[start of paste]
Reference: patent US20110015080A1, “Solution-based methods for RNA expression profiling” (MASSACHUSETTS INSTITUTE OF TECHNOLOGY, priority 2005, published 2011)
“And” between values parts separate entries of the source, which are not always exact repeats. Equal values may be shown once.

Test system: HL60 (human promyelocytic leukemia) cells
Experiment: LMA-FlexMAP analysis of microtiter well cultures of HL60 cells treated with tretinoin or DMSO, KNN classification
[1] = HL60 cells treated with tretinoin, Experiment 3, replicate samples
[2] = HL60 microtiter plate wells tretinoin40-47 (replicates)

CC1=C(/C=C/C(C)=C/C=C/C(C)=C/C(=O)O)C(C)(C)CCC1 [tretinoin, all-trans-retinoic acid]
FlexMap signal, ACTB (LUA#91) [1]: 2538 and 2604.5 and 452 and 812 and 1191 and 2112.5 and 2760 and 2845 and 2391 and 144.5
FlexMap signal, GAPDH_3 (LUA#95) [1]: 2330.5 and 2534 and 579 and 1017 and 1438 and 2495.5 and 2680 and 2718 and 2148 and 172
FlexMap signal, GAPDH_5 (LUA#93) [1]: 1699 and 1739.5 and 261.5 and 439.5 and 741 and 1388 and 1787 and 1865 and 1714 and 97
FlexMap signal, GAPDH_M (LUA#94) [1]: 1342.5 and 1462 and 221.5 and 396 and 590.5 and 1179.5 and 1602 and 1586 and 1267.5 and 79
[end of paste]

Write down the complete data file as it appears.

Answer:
Reference: patent US20110015080A1, “Solution-based methods for RNA expression profiling” (MASSACHUSETTS INSTITUTE OF TECHNOLOGY, priority 2005, published 2011)
“And” between values parts separate entries of the source, which are not always exact repeats. Equal values may be shown once.

Test system: HL60 (human promyelocytic leukemia) cells
Experiment: LMA-FlexMAP analysis of microtiter well cultures of HL60 cells treated with tretinoin or DMSO, KNN classification
[1] = HL60 cells treated with tretinoin, Experiment 3, replicate samples
[2] = HL60 microtiter plate wells tretinoin40-47 (replicates)

CC1=C(/C=C/C(C)=C/C=C/C(C)=C/C(=O)O)C(C)(C)CCC1 [tretinoin, all-trans-retinoic acid]
FlexMap signal, ACTB (LUA#91) [1]: 2538 and 2604.5 and 452 and 812 and 1191 and 2112.5 and 2760 and 2845 and 2391 and 144.5
FlexMap signal, GAPDH_3 (LUA#95) [1]: 2330.5 and 2534 and 579 and 1017 and 1438 and 2495.5 and 2680 and 2718 and 2148 and 172
FlexMap signal, GAPDH_5 (LUA#93) [1]: 1699 and 1739.5 and 261.5 and 439.5 and 741 and 1388 and 1787 and 1865 and 1714 and 97
FlexMap signal, GAPDH_M (LUA#94) [1]: 1342.5 and 1462 and 221.5 and 396 and 590.5 and 1179.5 and 1602 and 1586 and 1267.5 and 79